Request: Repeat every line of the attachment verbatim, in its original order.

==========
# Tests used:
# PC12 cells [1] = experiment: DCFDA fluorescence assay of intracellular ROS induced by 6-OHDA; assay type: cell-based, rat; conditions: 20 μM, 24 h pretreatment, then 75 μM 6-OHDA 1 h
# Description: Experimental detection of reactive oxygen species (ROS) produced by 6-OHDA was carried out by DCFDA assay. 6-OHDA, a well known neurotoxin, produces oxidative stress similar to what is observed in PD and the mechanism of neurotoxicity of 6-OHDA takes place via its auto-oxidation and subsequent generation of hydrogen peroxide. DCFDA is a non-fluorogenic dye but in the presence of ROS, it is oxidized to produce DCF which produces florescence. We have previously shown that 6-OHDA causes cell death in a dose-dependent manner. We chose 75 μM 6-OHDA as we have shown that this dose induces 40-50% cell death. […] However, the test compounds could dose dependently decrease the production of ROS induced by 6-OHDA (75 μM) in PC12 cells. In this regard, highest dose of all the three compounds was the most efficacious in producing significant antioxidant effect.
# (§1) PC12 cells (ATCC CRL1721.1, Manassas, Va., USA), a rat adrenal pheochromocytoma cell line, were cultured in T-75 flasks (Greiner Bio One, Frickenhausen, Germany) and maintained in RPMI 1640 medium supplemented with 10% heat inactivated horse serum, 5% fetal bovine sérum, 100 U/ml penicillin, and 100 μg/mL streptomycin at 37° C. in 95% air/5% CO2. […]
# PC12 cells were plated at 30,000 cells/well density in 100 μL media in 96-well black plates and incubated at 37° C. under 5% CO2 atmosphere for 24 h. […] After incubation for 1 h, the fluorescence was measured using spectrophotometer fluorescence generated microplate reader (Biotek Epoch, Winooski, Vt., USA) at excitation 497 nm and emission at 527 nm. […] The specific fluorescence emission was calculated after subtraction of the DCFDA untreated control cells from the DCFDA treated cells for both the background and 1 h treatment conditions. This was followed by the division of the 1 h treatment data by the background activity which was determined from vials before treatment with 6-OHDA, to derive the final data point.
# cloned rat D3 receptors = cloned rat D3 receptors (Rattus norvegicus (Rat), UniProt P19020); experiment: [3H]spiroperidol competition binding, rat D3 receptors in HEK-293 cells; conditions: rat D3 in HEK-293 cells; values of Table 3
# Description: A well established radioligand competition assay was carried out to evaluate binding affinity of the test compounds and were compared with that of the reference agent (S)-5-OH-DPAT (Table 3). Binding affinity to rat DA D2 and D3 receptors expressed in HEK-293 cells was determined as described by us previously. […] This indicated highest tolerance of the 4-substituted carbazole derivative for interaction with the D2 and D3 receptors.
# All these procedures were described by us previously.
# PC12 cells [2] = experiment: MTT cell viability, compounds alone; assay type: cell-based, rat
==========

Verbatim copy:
# Tests used:
# PC12 cells [1] = experiment: DCFDA fluorescence assay of intracellular ROS induced by 6-OHDA; assay type: cell-based, rat; conditions: 20 μM, 24 h pretreatment, then 75 μM 6-OHDA 1 h
# Description: Experimental detection of reactive oxygen species (ROS) produced by 6-OHDA was carried out by DCFDA assay. 6-OHDA, a well known neurotoxin, produces oxidative stress similar to what is observed in PD and the mechanism of neurotoxicity of 6-OHDA takes place via its auto-oxidation and subsequent generation of hydrogen peroxide. DCFDA is a non-fluorogenic dye but in the presence of ROS, it is oxidized to produce DCF which produces florescence. We have previously shown that 6-OHDA causes cell death in a dose-dependent manner. We chose 75 μM 6-OHDA as we have shown that this dose induces 40-50% cell death. […] However, the test compounds could dose dependently decrease the production of ROS induced by 6-OHDA (75 μM) in PC12 cells. In this regard, highest dose of all the three compounds was the most efficacious in producing significant antioxidant effect.
# (§1) PC12 cells (ATCC CRL1721.1, Manassas, Va., USA), a rat adrenal pheochromocytoma cell line, were cultured in T-75 flasks (Greiner Bio One, Frickenhausen, Germany) and maintained in RPMI 1640 medium supplemented with 10% heat inactivated horse serum, 5% fetal bovine sérum, 100 U/ml penicillin, and 100 μg/mL streptomycin at 37° C. in 95% air/5% CO2. […]
# PC12 cells were plated at 30,000 cells/well density in 100 μL media in 96-well black plates and incubated at 37° C. under 5% CO2 atmosphere for 24 h. […] After incubation for 1 h, the fluorescence was measured using spectrophotometer fluorescence generated microplate reader (Biotek Epoch, Winooski, Vt., USA) at excitation 497 nm and emission at 527 nm. […] The specific fluorescence emission was calculated after subtraction of the DCFDA untreated control cells from the DCFDA treated cells for both the background and 1 h treatment conditions. This was followed by the division of the 1 h treatment data by the background activity which was determined from vials before treatment with 6-OHDA, to derive the final data point.
# cloned rat D3 receptors = cloned rat D3 receptors (Rattus norvegicus (Rat), UniProt P19020); experiment: [3H]spiroperidol competition binding, rat D3 receptors in HEK-293 cells; conditions: rat D3 in HEK-293 cells; values of Table 3
# Description: A well established radioligand competition assay was carried out to evaluate binding affinity of the test compounds and were compared with that of the reference agent (S)-5-OH-DPAT (Table 3). Binding affinity to rat DA D2 and D3 receptors expressed in HEK-293 cells was determined as described by us previously. […] This indicated highest tolerance of the 4-substituted carbazole derivative for interaction with the D2 and D3 receptors.
# All these procedures were described by us previously.
# PC12 cells [2] = experiment: MTT cell viability, compounds alone; assay type: cell-based, rat